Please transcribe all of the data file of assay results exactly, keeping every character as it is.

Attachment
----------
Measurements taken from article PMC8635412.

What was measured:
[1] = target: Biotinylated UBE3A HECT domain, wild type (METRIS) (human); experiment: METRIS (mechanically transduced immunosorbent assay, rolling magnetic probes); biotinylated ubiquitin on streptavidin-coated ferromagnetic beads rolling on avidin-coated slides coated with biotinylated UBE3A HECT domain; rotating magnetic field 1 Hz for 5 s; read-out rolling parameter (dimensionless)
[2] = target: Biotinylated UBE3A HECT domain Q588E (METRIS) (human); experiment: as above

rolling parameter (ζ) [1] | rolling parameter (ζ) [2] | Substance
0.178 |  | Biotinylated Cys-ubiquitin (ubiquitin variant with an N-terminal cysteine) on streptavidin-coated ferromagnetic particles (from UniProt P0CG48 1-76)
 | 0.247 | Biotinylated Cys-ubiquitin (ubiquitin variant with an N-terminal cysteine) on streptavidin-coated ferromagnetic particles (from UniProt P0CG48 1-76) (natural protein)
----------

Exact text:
Measurements taken from article PMC8635412.

What was measured:
[1] = target: Biotinylated UBE3A HECT domain, wild type (METRIS) (human); experiment: METRIS (mechanically transduced immunosorbent assay, rolling magnetic probes); biotinylated ubiquitin on streptavidin-coated ferromagnetic beads rolling on avidin-coated slides coated with biotinylated UBE3A HECT domain; rotating magnetic field 1 Hz for 5 s; read-out rolling parameter (dimensionless)
[2] = target: Biotinylated UBE3A HECT domain Q588E (METRIS) (human); experiment: as above

rolling parameter (ζ) [1] | rolling parameter (ζ) [2] | Substance
0.178 |  | Biotinylated Cys-ubiquitin (ubiquitin variant with an N-terminal cysteine) on streptavidin-coated ferromagnetic particles (from UniProt P0CG48 1-76)
 | 0.247 | Biotinylated Cys-ubiquitin (ubiquitin variant with an N-terminal cysteine) on streptavidin-coated ferromagnetic particles (from UniProt P0CG48 1-76) (natural protein)